NASCAR driver Bubba Wallace was not the target of a hate crime, the FBI concluded after completing its investigation at Talladega Superspeedway (Alabama), and no charges will be filed in an incident involving the only African American driver on the sport’s elite Cup series.
Federal investigators said photographic evidence confirmed the noose found hanging in Wallace’s garage stall Sunday afternoon had been there since at least last October.
U.S. Attorney Jay Town and FBI Special Agent in Charge Johnnie Sharp Jr. said an investigation determined “although the noose is now known to have been in garage number 4 in 2019, nobody could have known Mr. Wallace would be assigned to garage number 4 last week.”
NASCAR President Steve Phelps addressed the development Tuesday evening but did not take questions in a conference call with reporters.
“For us at NASCAR, this is the best result we could hope for,” Phelps said. “It was disturbing to hear that it was thought that one of our own had committed this heinous act. It is fantastic to hear from the FBI definitively that there was not a hate crime.
“I do want to make sure everyone understands that if given the evidence that we had was delivered to us [Sunday] night or [Sunday] afternoon, we would do the same thing. We would have done the same investigation. It was important for us to do. There is no place in our sport for this type of racism or hatred. It’s not part of who we are as a sport.”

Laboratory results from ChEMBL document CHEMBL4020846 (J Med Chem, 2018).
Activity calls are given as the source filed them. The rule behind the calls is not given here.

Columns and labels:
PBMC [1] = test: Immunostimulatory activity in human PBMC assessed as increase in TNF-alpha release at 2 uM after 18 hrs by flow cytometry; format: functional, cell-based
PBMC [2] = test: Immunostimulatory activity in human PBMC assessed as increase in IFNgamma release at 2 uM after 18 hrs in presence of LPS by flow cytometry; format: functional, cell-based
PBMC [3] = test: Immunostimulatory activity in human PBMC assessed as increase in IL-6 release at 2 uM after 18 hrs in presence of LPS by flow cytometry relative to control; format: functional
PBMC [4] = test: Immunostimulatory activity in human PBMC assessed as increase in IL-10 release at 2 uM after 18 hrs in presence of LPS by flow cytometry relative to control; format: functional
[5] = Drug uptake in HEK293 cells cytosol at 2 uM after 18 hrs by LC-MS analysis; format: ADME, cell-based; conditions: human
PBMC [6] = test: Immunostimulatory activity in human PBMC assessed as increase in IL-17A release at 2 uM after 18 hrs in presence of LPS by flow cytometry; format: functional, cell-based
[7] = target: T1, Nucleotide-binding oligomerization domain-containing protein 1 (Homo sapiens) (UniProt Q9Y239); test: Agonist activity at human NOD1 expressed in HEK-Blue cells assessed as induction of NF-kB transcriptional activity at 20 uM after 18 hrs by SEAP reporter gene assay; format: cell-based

Earlier this month, Wallace, 26, had called for the sport to ban the displays of the Confederate flag at its tracks and the sport did so June 10, triggering outrage among a subset of fans.
In a conference call Monday, Phelps explained that a member of Wallace’s No. 43 team had discovered the noose in the garage stall Sunday afternoon and reported it to NASCAR, which announced the finding that evening and summoned the FBI Monday morning.
On Tuesday, Phelps defended the process.
“The 43 team had nothing to do with this,” he said. “The evidence is very clear that the noose that was in that garage had been in the garage previously. The last race we had had there in October, that noose was present, and it was – the fact that it was not found until a member of the 43 team came there is something that is a fact. We had not been back to the garage. It was a quick one-day show. The crew member went back in there. He looked and saw the noose, brought it to the attention of his crew chief, who then went to the NASCAR series director Jay Fabian, and we launched this investigation.”
What on Monday was widely perceived as a targeted attack on Wallace prompted an outpouring of support by NASCAR’s drivers and crew members, who in a show of unity pushed his No. 43 Chevrolet to the front of the grid before the start of that afternoon’s rain-delayed race and stood with him throughout prerace ceremonies. Phelps said the spirit of the gesture was not overshadowed by Tuesday’s findings.
“Yesterday to me as a sport was one of the most important days we’ve had,” Phelps said. “It’s one of the most kind of indelible print on my mind until the day I die, seeing the support that Bubba had from not just the drivers but all the crews, all the officials who were down in pit road, anyone who was part of that footprint. Everyone wanted to show their support for a family member of NASCAR. . . . And everyone’s belief is that someone was attacking a member of our family.
(c) 2020, The Washington Post · Liz Clarke